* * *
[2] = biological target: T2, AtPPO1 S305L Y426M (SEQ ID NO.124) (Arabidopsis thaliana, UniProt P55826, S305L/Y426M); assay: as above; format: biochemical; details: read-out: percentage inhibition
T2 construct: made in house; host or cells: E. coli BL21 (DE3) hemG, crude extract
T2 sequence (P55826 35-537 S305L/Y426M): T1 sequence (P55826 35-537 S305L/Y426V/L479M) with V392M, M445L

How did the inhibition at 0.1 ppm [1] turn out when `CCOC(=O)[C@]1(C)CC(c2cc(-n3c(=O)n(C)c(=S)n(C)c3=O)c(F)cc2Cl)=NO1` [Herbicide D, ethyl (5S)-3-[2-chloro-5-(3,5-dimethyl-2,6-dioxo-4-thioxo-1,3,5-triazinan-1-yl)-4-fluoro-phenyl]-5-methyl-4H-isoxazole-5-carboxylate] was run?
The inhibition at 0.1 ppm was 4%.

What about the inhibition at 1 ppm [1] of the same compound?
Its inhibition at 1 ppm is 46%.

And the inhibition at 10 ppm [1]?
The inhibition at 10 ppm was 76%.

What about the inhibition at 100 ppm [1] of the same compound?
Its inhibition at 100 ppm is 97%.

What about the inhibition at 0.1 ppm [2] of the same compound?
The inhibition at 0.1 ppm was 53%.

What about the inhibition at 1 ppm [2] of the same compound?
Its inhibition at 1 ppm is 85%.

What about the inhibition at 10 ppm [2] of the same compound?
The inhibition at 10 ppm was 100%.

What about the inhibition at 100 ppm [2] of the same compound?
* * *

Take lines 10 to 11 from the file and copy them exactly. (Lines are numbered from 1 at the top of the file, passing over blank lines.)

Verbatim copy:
What about the inhibition at 100 ppm [1] of the same compound?
Its inhibition at 100 ppm is 97%.